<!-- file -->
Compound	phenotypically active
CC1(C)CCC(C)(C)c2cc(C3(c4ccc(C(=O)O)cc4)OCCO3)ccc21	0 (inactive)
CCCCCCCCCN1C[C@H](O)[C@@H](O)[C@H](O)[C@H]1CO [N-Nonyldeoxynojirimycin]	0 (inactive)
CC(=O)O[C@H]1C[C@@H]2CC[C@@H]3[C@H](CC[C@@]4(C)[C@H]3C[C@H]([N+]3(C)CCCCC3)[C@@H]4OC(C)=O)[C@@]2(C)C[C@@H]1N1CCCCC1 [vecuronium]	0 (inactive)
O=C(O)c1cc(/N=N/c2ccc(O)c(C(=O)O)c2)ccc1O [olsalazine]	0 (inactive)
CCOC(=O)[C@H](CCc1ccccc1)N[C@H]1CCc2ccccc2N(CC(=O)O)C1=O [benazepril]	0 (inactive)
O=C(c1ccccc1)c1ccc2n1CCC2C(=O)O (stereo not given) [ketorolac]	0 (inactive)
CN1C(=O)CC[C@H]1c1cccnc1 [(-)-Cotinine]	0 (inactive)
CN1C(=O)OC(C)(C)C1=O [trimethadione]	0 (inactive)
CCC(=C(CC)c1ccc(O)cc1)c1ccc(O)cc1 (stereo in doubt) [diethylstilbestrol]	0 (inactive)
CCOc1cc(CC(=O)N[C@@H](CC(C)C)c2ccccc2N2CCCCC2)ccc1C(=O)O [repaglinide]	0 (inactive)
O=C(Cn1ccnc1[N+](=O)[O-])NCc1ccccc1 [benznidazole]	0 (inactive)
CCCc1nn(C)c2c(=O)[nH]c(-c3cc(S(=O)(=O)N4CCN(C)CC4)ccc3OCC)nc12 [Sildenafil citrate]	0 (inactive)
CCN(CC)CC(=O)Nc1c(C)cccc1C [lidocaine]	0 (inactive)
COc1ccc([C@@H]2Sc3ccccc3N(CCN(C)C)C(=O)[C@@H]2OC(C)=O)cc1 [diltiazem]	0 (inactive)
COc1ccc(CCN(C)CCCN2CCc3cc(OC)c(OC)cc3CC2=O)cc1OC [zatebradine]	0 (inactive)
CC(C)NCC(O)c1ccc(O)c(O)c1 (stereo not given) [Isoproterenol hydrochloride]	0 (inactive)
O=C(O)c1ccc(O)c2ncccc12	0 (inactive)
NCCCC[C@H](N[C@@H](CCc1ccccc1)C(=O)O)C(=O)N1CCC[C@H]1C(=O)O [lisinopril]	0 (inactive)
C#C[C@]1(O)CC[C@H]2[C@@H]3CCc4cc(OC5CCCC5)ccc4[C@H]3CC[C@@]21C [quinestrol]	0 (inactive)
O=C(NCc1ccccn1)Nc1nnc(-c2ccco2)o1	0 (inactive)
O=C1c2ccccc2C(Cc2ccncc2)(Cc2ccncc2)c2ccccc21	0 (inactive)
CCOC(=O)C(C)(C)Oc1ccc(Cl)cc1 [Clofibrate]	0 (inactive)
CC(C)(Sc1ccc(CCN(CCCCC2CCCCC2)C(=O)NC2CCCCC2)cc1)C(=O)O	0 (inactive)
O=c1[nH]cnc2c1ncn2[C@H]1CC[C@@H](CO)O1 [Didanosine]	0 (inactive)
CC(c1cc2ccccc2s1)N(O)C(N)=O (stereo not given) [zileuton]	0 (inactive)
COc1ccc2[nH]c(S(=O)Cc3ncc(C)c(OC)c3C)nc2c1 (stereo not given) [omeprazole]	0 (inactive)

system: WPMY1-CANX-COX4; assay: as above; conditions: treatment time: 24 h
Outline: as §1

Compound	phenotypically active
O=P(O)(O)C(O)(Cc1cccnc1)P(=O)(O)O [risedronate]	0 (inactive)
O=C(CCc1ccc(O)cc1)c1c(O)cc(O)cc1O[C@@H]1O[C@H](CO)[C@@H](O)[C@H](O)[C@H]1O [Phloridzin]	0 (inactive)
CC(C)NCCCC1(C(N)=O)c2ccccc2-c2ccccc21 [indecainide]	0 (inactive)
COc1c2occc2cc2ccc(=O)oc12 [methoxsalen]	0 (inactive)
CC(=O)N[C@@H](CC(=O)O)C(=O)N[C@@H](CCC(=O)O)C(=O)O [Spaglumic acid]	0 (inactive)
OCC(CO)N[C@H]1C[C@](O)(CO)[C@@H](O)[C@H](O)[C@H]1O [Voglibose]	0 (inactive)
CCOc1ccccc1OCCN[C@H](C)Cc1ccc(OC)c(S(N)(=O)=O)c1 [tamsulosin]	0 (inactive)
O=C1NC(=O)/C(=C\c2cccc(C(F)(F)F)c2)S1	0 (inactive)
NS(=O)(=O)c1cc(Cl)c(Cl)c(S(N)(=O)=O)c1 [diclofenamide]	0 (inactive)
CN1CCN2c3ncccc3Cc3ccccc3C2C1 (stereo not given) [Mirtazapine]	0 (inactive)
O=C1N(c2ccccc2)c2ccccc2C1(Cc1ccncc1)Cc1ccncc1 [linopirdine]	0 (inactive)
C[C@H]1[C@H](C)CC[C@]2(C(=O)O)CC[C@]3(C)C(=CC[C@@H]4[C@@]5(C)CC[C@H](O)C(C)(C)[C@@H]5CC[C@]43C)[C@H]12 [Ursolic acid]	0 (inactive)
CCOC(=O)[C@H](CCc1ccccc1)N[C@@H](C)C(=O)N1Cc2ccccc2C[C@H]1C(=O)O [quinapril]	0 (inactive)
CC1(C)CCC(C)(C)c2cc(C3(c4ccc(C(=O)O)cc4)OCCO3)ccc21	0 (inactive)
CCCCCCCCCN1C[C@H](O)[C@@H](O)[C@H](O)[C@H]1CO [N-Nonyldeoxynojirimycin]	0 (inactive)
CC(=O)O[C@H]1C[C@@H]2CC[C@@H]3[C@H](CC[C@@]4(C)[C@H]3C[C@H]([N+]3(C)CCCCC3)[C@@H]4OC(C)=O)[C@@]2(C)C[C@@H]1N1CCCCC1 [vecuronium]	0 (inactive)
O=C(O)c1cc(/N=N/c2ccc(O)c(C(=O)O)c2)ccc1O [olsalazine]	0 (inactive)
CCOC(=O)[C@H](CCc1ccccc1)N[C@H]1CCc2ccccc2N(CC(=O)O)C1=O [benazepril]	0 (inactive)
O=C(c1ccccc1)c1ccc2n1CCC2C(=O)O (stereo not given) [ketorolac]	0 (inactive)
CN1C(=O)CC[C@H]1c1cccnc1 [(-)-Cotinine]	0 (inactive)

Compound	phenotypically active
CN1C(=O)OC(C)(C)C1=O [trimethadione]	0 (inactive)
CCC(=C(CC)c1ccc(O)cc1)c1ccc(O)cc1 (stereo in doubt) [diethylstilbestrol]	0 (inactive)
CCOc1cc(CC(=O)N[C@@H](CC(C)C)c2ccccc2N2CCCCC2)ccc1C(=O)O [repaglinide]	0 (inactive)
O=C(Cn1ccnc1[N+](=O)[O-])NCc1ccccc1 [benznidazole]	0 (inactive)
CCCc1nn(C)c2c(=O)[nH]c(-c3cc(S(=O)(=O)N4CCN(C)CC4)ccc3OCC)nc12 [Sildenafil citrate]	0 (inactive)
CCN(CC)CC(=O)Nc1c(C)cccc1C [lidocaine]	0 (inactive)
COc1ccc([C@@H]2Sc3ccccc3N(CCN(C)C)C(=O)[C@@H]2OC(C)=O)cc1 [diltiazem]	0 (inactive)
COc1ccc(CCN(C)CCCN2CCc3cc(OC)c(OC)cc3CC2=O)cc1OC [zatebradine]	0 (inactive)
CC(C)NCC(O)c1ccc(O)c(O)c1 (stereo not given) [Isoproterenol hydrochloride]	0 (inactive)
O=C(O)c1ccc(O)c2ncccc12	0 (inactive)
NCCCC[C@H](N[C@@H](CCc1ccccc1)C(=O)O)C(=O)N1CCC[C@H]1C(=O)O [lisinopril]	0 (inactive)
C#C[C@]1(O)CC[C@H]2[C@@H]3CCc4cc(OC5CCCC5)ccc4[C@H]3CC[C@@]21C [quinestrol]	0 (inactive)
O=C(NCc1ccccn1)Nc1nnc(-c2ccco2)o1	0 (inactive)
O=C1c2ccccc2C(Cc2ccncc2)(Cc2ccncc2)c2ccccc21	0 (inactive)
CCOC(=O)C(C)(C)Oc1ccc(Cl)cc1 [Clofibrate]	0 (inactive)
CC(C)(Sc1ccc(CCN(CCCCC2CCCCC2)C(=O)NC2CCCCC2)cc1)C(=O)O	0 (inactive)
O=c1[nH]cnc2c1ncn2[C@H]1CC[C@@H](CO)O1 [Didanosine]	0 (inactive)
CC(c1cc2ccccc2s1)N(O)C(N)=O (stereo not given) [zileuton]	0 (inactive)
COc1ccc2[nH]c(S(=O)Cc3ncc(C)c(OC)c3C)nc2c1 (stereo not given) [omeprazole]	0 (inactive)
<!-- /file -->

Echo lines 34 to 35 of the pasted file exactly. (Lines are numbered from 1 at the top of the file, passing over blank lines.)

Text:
COc1c2occc2cc2ccc(=O)oc12 [methoxsalen]	0 (inactive)
CC(=O)N[C@@H](CC(=O)O)C(=O)N[C@@H](CCC(=O)O)C(=O)O [Spaglumic acid]	0 (inactive)